One of the most common forms of pain most of us experience in our life time is the infamous low back pain ( LBP). This can come with many symptoms including but not limited to: Tightness and aches in the lower back on one side or both, Glute(butt pain), leg pain, knee pain. ankle pain, or sciatica where pain occurs all the way down the leg and possibly into the foot! These issues can stem from being muscular in root in the back or hips, nerves being pinched at the sacrilliac joint, structural damage like a bulging disc or strained muscle, or may be even caused by a structural abnormality like a narrrowing of the spinal column. All can create an aching back. If you have back pain its always best to see a doctor and a qualified movement specialist to evaluate you and diagnose your dysfunction. Knowledge is power. Often severe pain can be caused by something simple as a tight muscle, or a more serious situation involving discs or damaged nerves.
In other words its possible for you other issues leading to your back pain, so see your doctor. Typically these pains are caused by some sort of dysfunction going on in the Lumbo Pelvic Hip Complex( Your hips and back). Some caused by Hyper-lordosis (swayback look), some from posterior pelvic tilt(opposite), and others from twisted hips from faulty movement patterns, bad mobility, and decreased strength on one leg. All are equally common. Photos are exaggerated to make viewing the issue simpler.
One thing they all have in common is muscular imbalances in terms of joint mobility, muscular tensions of muscles surrounding the hip and lumbar region, and most likely possible strength imbalances of these muscles. There are several steps that can be taken in order to tackle the problem. They include addressing:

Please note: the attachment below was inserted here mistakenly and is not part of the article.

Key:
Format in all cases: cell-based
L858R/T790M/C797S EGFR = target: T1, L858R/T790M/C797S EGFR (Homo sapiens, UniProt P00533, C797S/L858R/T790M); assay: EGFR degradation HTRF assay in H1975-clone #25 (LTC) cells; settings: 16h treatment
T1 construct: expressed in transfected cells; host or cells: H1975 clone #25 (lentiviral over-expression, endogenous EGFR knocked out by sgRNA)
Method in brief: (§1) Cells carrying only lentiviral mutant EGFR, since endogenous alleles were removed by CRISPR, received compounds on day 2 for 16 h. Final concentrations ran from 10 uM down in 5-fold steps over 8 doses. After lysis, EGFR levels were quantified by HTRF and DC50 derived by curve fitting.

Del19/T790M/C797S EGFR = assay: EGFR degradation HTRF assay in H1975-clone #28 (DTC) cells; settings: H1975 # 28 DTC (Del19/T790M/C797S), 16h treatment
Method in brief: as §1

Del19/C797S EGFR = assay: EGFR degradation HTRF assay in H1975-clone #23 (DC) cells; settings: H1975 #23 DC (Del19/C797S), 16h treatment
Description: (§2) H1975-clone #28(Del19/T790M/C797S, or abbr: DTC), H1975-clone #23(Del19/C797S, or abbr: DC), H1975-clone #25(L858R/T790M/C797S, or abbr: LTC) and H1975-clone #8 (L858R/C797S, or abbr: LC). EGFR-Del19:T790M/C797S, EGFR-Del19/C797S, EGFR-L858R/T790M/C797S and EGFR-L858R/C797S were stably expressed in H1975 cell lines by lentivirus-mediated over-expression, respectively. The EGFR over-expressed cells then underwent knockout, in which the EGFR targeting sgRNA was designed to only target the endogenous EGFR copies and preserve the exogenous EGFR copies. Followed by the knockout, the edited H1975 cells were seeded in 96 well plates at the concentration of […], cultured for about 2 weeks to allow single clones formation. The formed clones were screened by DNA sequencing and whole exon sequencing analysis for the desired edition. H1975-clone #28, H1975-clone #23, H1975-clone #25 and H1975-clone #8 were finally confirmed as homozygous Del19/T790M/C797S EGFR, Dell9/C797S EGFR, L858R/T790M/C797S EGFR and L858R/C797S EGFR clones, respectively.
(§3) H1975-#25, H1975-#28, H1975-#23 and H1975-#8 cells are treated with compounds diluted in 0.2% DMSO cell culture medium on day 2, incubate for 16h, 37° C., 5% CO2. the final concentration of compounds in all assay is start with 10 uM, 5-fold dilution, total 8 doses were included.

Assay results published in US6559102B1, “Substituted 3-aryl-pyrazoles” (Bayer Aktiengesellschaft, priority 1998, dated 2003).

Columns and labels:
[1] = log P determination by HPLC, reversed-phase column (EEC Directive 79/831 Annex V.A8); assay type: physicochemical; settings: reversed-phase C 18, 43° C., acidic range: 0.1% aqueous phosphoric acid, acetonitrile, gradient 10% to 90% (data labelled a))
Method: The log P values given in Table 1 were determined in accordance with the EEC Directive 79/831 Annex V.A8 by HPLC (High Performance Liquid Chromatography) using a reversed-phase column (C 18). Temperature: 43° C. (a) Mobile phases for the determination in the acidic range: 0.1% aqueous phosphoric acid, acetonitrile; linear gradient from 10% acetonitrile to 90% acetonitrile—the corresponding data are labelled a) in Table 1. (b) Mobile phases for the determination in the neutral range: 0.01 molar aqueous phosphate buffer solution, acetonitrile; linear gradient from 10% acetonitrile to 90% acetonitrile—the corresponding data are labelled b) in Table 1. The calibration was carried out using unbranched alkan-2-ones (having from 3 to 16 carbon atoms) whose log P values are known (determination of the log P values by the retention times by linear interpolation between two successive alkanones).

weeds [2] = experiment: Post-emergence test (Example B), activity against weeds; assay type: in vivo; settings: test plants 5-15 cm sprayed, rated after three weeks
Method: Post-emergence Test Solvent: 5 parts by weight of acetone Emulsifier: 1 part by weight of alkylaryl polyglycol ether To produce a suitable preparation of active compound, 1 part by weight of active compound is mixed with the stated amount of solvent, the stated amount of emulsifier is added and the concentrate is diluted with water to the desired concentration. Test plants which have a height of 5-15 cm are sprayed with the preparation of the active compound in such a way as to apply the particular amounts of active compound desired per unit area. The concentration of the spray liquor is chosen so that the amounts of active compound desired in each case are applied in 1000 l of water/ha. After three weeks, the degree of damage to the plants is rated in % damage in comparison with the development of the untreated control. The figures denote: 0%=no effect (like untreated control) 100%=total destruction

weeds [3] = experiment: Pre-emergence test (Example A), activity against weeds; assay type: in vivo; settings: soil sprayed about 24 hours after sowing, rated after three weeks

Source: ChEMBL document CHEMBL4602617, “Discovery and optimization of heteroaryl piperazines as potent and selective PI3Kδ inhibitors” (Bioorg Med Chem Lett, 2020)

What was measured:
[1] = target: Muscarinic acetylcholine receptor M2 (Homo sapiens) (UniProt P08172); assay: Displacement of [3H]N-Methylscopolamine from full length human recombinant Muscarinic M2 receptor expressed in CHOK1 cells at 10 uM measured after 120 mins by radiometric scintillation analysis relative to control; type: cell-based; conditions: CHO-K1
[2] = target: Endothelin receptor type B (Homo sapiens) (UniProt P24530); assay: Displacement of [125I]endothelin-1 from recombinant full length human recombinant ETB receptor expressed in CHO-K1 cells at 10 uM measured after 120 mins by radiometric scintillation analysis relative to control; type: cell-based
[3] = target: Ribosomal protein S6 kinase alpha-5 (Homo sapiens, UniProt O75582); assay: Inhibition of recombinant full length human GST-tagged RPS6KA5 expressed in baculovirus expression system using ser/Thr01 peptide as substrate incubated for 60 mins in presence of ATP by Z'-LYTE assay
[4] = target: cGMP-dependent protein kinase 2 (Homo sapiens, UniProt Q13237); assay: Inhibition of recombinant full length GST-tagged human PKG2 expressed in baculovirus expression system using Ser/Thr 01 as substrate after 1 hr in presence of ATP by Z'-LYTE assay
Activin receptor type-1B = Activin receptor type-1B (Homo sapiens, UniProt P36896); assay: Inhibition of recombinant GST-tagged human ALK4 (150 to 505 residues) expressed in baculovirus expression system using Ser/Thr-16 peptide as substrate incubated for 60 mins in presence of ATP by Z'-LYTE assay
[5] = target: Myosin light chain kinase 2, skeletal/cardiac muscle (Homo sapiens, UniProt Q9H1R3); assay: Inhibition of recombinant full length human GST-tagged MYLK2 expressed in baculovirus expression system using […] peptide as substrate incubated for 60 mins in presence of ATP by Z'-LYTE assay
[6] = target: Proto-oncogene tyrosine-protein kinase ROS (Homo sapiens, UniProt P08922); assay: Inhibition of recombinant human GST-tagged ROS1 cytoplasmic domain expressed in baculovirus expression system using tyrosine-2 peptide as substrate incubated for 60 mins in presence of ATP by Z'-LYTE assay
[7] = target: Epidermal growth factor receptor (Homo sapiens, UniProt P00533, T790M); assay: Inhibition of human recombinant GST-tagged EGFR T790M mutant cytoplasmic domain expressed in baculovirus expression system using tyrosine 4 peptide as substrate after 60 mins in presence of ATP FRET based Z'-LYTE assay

- Sitting, standing and other postures you place yourself in for long periods
- how you move
- Muscles that are tight or lengthened
- muscles that are too weak compared to other muscles surrounding joints
- how you manage stress and where in your body you feel stress
Unfortunately these are all things that cannot be fixed by a pill, injection or a surgery. Are these modalities from your Doctor useful? Yes very! I recommend consulting to see if they are necessary. Things like cortizone, Prolotherapy, pain medications, a surgery that is needed, are all game changers in the right situation! The problem is that without change in lifestyle, to address the source of the issue these modailities will not keep with problem away and your problem will more than likely return.
- Consider the following and observe yourself in your daily life:
- How long do you sit a day?
- How do you sit? are you upright, slouched or even have a funny twist of sorts?
- Do you get up frequently enough?
Today were only going to address sitting. We will get into movement and stretches and exercises in Part 2! For now lets just address the first problem
Common Problem Causing Sitting Postures:
Kyphotic low back sitting– Common with people who think they’re sitting up straight because their chest is up and they feel upright, but their back is saying something else. This is the person who sits and their low back is rounded- they feel upright but their tail is tucked under their spine. This may be combined with the upper body being rounded as well. See figure 1